The run course, which was around the lake, could’ve almost been a trail run in some parts. No water stations, as per French standard, I try and focus on getting into a rhythm. ‘The boys will be here soon’, I tell myself. Meanwhile, I spot my 16 year old nemesis, he’s clutching his hamstring. ‘Ah huh, he is weakening, I can crush him...I mean catch him’ I’m encouraging myself. As I passed him, I almost felt sorry for him, and was tempted to say “Allez, allez”, but figured he’d had enough of my help that day and silently drifted passed him.
|6th place in the mixed category|
My watch beeps at me telling me that I have one more kilometre to go, ‘where are these boys?’ I’m wondering. Only 500 metres now, no boys, 250 metres, still no boys. The three of us have to cross the line together at exactly the same time in order to register a team time. 100 metres to go, I look back, and I can’t see any fluoro green. So yes, I suppose the colour does have its benefits. One metre from the finish line, I hit the stop button on my watch not able to cross over and turn back to wait for my team mates. Having lead on the bike and then the run, I had to wait a further four agonising minutes before President Bob and uber Henry finally turned up. Despite this, our club came 6th in the mixed team category.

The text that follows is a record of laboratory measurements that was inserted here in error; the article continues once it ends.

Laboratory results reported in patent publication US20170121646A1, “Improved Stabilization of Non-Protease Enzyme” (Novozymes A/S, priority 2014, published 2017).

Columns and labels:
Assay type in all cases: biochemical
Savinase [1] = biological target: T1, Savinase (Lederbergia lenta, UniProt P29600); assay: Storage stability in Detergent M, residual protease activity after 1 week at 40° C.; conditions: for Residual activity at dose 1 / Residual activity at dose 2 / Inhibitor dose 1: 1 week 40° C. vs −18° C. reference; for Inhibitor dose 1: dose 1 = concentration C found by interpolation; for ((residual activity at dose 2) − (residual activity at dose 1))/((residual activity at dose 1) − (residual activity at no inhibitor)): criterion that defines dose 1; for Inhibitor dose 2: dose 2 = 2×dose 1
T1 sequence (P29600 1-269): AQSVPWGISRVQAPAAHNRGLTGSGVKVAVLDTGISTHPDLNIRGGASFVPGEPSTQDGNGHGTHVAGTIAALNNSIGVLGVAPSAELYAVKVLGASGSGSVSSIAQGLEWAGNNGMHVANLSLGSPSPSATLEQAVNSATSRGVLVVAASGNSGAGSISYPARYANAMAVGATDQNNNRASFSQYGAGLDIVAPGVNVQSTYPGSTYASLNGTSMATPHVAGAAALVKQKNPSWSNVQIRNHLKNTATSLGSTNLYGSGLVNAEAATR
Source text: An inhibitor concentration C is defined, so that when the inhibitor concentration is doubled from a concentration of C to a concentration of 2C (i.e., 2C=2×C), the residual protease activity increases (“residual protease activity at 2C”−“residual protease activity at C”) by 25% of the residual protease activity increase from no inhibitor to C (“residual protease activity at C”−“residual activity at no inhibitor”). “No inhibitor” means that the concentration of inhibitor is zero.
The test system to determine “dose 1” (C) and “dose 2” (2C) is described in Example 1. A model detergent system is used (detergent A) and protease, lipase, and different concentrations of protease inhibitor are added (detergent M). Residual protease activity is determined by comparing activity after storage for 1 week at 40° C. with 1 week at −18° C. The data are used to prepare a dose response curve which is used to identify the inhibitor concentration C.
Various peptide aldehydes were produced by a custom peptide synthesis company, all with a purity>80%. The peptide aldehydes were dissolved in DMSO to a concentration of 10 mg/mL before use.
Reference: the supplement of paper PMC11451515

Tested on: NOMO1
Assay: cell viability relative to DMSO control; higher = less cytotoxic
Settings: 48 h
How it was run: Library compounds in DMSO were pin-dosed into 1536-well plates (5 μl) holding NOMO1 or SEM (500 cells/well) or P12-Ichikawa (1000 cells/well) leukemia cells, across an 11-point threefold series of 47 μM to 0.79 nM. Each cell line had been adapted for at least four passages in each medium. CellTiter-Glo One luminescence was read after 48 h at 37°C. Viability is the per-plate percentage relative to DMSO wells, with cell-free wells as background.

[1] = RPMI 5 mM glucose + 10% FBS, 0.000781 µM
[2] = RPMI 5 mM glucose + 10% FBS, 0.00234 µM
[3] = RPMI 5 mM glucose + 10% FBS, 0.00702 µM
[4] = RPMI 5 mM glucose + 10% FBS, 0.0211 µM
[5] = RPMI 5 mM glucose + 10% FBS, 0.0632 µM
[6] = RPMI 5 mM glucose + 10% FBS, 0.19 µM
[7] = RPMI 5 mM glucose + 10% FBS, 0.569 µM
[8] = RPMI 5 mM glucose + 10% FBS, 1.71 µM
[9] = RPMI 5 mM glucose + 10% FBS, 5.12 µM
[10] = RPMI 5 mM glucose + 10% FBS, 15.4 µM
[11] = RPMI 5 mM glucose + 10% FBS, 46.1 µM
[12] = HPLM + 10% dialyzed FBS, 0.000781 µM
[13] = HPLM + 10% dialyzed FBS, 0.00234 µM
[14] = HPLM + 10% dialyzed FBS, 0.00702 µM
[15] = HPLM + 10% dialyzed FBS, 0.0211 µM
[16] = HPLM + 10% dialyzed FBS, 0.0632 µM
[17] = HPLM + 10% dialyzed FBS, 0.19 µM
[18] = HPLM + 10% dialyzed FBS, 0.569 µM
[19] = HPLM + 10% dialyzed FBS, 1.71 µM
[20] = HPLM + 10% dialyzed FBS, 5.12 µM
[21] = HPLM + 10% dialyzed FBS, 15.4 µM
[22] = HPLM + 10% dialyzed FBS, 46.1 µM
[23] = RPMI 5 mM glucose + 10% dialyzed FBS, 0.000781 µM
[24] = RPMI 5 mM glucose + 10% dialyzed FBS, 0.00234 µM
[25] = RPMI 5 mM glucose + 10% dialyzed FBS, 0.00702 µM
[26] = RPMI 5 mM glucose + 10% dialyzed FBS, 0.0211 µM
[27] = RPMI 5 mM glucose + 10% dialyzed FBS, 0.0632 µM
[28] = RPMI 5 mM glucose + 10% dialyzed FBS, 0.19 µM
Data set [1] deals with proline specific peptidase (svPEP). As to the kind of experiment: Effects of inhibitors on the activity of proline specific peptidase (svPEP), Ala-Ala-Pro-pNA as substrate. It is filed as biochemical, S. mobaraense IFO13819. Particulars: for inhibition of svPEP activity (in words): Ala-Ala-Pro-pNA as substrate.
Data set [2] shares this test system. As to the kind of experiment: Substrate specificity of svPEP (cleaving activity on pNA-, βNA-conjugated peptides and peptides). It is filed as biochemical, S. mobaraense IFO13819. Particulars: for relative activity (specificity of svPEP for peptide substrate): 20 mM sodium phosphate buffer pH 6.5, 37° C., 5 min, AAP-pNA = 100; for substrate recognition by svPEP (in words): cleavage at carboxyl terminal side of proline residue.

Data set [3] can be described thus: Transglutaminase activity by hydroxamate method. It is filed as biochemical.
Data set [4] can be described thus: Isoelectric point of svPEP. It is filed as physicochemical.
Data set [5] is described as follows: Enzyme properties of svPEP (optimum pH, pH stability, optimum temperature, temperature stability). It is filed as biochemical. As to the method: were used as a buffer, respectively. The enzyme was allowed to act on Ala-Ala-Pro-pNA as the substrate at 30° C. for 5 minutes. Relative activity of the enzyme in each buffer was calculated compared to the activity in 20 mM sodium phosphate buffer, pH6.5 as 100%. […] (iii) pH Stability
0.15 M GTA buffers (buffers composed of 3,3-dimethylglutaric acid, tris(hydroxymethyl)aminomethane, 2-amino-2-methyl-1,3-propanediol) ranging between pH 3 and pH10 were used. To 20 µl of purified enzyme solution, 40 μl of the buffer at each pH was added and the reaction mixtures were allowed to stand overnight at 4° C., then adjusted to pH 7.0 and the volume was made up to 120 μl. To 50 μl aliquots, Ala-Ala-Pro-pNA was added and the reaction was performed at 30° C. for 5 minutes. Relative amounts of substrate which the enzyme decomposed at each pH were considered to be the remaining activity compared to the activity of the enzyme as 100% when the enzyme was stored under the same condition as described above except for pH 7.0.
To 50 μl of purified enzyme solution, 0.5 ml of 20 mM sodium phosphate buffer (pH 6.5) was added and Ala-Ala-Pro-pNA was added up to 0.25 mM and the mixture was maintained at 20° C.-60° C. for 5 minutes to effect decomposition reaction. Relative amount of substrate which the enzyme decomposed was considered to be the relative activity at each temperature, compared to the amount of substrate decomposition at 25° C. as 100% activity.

And while we were all having fun going around, I taught my team mates a new Australian verb that day - “chicked”.
1. the act of a female competitor comprehensively beating her male counterparts in the same sporting event: wow dude, you got chicked!
Thanks also to my ex-RaboBank team cyclist friend who came to watch, and instructed from the sidelines that I go ‘faster, faster’. If you’re ever wondering how to transport a time trial bike on a vintage MG convertible...this is how. No need for an ice bath following the event, just cruising down the freeway at 100km back to Paris with the top down should do it.
|Better than the family hatchback|